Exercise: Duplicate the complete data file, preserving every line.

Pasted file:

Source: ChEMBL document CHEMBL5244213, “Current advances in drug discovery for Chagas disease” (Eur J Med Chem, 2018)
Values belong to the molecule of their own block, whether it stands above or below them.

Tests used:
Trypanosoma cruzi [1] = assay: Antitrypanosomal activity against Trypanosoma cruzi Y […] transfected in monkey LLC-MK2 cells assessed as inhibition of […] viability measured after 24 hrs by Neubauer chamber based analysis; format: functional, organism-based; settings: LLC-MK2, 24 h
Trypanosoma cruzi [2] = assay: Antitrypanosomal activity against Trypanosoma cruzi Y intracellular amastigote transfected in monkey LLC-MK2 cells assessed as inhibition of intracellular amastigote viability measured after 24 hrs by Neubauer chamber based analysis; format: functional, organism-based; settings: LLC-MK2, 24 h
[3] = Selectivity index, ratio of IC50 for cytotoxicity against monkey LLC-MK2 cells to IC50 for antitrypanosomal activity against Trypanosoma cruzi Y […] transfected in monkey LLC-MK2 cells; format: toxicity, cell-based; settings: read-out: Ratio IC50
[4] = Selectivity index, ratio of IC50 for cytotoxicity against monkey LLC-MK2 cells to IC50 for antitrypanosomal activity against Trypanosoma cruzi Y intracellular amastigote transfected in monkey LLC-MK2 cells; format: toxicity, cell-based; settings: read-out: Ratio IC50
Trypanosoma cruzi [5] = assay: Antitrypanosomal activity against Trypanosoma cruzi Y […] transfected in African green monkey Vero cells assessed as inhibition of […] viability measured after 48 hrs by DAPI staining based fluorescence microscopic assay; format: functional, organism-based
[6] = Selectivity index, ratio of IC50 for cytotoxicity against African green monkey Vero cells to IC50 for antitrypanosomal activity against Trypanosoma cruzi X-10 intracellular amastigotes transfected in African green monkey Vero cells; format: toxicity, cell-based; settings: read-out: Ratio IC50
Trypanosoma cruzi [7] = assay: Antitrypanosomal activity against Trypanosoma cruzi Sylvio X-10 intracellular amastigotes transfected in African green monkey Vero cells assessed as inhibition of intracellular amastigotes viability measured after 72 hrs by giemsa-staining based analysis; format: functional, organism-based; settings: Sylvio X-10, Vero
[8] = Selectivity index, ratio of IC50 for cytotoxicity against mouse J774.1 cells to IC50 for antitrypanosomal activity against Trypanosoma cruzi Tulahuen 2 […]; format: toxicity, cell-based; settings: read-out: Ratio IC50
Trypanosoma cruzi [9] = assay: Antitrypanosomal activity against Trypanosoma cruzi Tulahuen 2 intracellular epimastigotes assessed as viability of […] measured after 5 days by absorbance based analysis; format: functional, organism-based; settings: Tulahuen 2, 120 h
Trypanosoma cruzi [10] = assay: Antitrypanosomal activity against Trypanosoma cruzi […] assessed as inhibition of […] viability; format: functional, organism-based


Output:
Source: ChEMBL document CHEMBL5244213, “Current advances in drug discovery for Chagas disease” (Eur J Med Chem, 2018)
Values belong to the molecule of their own block, whether it stands above or below them.

Tests used:
Trypanosoma cruzi [1] = assay: Antitrypanosomal activity against Trypanosoma cruzi Y […] transfected in monkey LLC-MK2 cells assessed as inhibition of […] viability measured after 24 hrs by Neubauer chamber based analysis; format: functional, organism-based; settings: LLC-MK2, 24 h
Trypanosoma cruzi [2] = assay: Antitrypanosomal activity against Trypanosoma cruzi Y intracellular amastigote transfected in monkey LLC-MK2 cells assessed as inhibition of intracellular amastigote viability measured after 24 hrs by Neubauer chamber based analysis; format: functional, organism-based; settings: LLC-MK2, 24 h
[3] = Selectivity index, ratio of IC50 for cytotoxicity against monkey LLC-MK2 cells to IC50 for antitrypanosomal activity against Trypanosoma cruzi Y […] transfected in monkey LLC-MK2 cells; format: toxicity, cell-based; settings: read-out: Ratio IC50
[4] = Selectivity index, ratio of IC50 for cytotoxicity against monkey LLC-MK2 cells to IC50 for antitrypanosomal activity against Trypanosoma cruzi Y intracellular amastigote transfected in monkey LLC-MK2 cells; format: toxicity, cell-based; settings: read-out: Ratio IC50
Trypanosoma cruzi [5] = assay: Antitrypanosomal activity against Trypanosoma cruzi Y […] transfected in African green monkey Vero cells assessed as inhibition of […] viability measured after 48 hrs by DAPI staining based fluorescence microscopic assay; format: functional, organism-based
[6] = Selectivity index, ratio of IC50 for cytotoxicity against African green monkey Vero cells to IC50 for antitrypanosomal activity against Trypanosoma cruzi X-10 intracellular amastigotes transfected in African green monkey Vero cells; format: toxicity, cell-based; settings: read-out: Ratio IC50
Trypanosoma cruzi [7] = assay: Antitrypanosomal activity against Trypanosoma cruzi Sylvio X-10 intracellular amastigotes transfected in African green monkey Vero cells assessed as inhibition of intracellular amastigotes viability measured after 72 hrs by giemsa-staining based analysis; format: functional, organism-based; settings: Sylvio X-10, Vero
[8] = Selectivity index, ratio of IC50 for cytotoxicity against mouse J774.1 cells to IC50 for antitrypanosomal activity against Trypanosoma cruzi Tulahuen 2 […]; format: toxicity, cell-based; settings: read-out: Ratio IC50
Trypanosoma cruzi [9] = assay: Antitrypanosomal activity against Trypanosoma cruzi Tulahuen 2 intracellular epimastigotes assessed as viability of […] measured after 5 days by absorbance based analysis; format: functional, organism-based; settings: Tulahuen 2, 120 h
Trypanosoma cruzi [10] = assay: Antitrypanosomal activity against Trypanosoma cruzi […] assessed as inhibition of […] viability; format: functional, organism-based